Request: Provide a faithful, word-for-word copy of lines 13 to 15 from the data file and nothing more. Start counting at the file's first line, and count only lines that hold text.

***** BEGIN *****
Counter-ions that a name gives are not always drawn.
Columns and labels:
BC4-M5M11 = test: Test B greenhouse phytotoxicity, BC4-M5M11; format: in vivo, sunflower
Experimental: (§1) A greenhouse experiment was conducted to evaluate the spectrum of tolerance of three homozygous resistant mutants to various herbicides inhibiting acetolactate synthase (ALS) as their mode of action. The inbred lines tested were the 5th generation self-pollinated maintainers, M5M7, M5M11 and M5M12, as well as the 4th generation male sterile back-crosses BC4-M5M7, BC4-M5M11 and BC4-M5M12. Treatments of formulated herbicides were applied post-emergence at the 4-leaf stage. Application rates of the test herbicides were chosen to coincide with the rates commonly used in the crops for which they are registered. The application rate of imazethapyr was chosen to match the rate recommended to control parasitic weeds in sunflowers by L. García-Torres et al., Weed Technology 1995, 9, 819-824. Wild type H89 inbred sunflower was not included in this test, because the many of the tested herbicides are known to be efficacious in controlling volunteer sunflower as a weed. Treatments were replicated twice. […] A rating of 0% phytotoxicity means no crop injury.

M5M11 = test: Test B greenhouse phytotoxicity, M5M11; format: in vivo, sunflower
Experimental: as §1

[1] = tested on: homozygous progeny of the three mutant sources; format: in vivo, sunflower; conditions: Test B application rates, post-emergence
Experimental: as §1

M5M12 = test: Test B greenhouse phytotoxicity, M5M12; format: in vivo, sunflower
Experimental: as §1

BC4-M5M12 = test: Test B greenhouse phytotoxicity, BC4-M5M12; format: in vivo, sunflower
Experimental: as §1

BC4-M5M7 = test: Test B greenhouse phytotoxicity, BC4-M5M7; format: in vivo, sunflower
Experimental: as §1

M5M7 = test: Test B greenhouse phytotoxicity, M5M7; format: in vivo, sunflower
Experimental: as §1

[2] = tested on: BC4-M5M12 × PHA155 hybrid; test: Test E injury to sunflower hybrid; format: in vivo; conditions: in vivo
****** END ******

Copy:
BC4-M5M7 = test: Test B greenhouse phytotoxicity, BC4-M5M7; format: in vivo, sunflower
Experimental: as §1

M5M7 = test: Test B greenhouse phytotoxicity, M5M7; format: in vivo, sunflower